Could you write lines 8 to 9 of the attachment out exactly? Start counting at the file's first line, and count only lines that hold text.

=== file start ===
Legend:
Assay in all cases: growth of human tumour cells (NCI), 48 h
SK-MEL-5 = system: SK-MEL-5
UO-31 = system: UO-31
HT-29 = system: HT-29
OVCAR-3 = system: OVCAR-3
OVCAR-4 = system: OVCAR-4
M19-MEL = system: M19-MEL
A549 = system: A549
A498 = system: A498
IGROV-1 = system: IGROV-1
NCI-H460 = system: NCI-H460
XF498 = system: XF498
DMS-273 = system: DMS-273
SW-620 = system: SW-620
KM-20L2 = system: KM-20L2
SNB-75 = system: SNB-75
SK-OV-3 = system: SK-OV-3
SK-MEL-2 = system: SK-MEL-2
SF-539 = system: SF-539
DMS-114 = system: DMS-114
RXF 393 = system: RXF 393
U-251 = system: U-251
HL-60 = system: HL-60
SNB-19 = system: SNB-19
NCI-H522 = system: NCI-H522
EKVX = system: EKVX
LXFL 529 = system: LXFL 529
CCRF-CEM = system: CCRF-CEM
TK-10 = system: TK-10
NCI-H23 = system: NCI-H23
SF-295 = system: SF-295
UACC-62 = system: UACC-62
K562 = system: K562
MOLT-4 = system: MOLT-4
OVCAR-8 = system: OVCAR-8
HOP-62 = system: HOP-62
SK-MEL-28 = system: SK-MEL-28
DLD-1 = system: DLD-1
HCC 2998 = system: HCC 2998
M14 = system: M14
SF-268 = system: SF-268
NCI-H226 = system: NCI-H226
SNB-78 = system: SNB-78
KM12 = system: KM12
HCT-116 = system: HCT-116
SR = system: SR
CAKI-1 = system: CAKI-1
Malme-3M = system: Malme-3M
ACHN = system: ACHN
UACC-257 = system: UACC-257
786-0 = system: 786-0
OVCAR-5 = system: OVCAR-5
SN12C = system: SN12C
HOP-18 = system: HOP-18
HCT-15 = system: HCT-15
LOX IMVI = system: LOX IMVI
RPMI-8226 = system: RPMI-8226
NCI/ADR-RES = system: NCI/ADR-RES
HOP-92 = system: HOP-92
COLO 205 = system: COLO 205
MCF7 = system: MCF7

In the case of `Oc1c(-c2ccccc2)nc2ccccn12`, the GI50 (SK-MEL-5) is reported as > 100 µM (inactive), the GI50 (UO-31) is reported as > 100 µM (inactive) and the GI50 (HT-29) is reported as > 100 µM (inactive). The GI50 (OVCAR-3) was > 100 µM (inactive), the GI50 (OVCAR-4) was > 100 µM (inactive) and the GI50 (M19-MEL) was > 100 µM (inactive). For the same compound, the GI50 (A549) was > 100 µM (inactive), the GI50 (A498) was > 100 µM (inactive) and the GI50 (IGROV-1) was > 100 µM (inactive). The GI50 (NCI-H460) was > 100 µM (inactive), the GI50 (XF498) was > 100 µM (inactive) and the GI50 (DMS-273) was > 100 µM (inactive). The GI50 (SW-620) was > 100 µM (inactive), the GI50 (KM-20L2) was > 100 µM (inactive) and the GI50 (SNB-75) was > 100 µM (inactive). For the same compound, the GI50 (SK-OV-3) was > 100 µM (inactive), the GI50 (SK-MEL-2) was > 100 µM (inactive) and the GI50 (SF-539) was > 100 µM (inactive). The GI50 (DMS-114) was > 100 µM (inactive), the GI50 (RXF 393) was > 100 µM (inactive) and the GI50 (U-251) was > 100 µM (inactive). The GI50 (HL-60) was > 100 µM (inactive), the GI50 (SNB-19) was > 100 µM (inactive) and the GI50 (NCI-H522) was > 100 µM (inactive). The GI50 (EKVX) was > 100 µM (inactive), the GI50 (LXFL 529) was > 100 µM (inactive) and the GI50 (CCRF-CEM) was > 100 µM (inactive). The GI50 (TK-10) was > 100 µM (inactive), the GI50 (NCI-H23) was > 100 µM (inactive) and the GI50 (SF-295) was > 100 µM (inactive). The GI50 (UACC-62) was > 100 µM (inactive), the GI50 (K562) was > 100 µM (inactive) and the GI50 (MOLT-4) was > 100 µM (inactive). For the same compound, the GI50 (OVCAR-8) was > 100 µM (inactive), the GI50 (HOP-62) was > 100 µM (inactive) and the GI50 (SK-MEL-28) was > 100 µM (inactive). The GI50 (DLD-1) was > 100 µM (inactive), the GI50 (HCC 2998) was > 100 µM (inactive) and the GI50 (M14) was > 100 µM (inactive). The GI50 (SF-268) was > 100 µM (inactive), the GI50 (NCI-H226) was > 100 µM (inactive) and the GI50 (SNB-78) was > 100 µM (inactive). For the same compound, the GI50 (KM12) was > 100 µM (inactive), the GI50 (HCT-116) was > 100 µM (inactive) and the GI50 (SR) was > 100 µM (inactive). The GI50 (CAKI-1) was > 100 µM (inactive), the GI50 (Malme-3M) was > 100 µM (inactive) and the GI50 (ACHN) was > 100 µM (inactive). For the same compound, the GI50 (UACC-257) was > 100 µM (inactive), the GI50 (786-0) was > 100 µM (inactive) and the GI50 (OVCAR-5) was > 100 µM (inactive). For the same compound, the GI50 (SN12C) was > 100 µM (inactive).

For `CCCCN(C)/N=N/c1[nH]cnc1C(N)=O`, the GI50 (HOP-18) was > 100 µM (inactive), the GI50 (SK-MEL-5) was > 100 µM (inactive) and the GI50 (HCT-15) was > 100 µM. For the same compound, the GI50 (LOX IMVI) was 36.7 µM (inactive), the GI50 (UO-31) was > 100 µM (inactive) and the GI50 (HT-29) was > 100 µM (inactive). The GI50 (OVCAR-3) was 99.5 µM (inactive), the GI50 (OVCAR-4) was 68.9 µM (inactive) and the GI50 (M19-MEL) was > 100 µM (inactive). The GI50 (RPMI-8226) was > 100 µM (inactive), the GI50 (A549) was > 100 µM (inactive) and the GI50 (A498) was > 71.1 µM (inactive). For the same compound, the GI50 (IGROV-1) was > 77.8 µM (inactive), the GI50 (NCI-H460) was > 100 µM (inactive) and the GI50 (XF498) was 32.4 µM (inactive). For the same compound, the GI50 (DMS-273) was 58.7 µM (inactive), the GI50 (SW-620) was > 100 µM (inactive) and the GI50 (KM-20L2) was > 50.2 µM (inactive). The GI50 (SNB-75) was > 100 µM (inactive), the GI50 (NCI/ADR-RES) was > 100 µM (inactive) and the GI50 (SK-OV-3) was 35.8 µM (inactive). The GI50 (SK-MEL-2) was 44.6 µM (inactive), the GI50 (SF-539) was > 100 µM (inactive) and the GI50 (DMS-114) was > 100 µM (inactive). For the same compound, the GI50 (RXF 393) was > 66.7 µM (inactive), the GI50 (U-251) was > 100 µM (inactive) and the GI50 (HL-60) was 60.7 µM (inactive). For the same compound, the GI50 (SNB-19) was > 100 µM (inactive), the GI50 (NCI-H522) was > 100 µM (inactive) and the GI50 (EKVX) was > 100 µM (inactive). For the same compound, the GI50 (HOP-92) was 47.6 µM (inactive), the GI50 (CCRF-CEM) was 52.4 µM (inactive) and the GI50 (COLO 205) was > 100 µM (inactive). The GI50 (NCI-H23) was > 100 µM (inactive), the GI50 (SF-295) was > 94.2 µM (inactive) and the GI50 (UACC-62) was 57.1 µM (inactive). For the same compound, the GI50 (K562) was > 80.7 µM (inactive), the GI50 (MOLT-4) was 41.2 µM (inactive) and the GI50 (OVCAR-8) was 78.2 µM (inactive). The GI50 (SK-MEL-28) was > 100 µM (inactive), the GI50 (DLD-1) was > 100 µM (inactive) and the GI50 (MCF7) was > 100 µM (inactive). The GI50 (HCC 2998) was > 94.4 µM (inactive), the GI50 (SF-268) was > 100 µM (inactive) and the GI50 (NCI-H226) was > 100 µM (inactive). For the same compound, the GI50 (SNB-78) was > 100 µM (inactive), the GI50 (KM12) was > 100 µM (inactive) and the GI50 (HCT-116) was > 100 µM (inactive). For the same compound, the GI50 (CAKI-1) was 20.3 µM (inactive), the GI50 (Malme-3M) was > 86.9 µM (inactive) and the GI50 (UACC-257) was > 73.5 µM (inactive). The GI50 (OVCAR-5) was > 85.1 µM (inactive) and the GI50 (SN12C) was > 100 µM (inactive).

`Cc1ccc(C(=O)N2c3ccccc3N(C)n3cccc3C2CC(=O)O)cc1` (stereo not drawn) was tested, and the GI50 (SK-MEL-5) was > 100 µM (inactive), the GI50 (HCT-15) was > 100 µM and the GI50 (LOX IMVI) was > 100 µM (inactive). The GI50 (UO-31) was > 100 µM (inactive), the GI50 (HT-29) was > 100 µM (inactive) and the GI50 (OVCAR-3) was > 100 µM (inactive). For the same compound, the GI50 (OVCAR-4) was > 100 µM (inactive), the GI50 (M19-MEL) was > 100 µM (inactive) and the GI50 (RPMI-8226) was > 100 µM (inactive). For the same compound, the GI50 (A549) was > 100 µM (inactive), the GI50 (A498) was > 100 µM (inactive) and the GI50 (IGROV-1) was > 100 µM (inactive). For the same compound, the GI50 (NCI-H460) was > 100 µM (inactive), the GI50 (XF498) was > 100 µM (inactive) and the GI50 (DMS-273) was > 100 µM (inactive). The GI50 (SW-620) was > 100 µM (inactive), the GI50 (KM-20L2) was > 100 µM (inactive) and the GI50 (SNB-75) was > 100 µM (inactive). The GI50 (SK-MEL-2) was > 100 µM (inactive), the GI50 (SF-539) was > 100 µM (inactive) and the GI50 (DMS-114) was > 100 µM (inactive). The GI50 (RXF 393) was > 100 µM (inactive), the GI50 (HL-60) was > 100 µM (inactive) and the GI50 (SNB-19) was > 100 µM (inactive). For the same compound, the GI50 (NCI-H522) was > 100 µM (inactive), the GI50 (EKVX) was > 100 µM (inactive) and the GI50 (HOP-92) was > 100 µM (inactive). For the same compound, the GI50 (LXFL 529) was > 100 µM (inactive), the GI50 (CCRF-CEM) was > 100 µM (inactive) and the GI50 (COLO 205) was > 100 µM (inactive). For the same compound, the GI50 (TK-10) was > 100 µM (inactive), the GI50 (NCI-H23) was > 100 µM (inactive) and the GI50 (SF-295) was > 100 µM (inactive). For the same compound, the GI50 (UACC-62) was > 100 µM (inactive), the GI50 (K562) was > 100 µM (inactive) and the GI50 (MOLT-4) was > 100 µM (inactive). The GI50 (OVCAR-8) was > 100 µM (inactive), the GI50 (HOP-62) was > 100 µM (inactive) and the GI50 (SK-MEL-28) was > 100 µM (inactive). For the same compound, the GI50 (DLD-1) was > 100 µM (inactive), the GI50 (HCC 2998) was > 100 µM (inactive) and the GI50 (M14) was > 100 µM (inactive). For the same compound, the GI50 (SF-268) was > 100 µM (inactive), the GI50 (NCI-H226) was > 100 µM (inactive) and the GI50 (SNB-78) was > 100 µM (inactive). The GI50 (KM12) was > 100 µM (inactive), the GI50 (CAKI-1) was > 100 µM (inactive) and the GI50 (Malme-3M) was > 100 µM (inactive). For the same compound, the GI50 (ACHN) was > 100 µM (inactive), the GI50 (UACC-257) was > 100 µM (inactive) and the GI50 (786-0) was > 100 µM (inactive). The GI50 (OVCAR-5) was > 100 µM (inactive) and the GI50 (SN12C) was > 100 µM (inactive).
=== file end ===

M19-MEL = system: M19-MEL
A549 = system: A549